Full steam ahead. The cruise liner is fast approaching port. But the captain soon realizes there is no room to dock. The passengers are forced to wait, and the ship is left wasting fuel – and money. This was once an everyday occurrence in the maritime industry. Now, however, fleet operation centers (FOCs) are able to anticipate such scenarios and warn the captain in advance. He or she can then reduce the vessel’s speed to ensure its timely arrival in port, thereby saving both oil and costs. This is especially important today, at a time when the market is consolidating and shipping companies find themselves under immense pressure to cut expenditure.
Safer, more efficient, and better for the environment
The Costa Group relies on support from the mainland. Since late 2015, the Carnival Maritime marine service unit has received signals from 26 Costa cruise liners from Costa Crociere, Costa Asia, and AIDA Cruises. Experienced navigators monitor the shipping lanes from their station in Hamburg – 24 hours a day and in real time. This forms a constant connection between ship and land. If a vessel strays from the planned route, signals on a large screen alert control center personnel. The experts also keep an eye on weather conditions, mapping out alternative routes for ships they notice heading into stormy waters.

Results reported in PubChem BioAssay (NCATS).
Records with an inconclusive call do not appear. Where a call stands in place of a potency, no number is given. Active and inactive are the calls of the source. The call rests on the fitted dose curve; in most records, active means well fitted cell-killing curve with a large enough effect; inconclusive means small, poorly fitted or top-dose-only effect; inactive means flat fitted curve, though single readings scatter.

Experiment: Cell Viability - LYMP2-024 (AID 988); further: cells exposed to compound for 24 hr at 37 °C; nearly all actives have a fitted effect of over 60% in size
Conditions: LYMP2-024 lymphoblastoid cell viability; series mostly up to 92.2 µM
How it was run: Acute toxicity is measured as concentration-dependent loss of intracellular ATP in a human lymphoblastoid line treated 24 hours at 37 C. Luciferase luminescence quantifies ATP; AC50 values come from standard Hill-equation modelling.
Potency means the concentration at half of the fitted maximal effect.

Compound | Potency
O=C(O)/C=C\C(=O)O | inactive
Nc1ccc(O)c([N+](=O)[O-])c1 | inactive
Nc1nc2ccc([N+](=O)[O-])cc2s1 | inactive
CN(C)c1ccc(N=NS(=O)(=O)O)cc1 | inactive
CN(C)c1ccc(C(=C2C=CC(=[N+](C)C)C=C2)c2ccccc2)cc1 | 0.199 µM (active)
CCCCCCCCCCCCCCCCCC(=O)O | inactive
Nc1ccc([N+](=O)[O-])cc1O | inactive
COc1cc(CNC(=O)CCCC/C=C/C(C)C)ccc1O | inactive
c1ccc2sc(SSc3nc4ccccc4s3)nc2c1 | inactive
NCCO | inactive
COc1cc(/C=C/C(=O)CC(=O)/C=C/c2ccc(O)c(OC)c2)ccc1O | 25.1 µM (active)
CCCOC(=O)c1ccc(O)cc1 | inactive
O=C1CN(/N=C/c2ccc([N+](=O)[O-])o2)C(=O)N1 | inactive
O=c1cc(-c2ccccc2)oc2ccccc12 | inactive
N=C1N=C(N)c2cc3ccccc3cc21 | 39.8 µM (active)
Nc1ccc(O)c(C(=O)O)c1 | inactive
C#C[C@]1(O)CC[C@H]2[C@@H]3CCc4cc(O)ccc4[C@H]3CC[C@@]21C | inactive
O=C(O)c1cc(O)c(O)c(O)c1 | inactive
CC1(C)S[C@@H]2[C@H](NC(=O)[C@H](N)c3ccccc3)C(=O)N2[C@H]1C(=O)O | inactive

Onshore fleet operation centers help vessels to:
- Observe the most stringent safety regulations
- Reduce repair and maintenance costs
- Maintain high energy efficiency and resource management standards
What does the future hold?
Market conditions are tough. Companies hoping to progress will have to remain steadfast in the face of an industry crisis and continue to improve their efficiency. A possible alternative to fleet operation centers are solutions that use ship data solely for the purposes of onshore inspection. Also in the pipeline are completely unmanned vessels navigated by algorithm from a central point. One thing is certain: a lot is set to change in the maritime industry. The value chain is undergoing significant alterations, too. An expert highlights these in the next part of our “Maritime Trends” series.
Article image – photographer: Thomas Stamer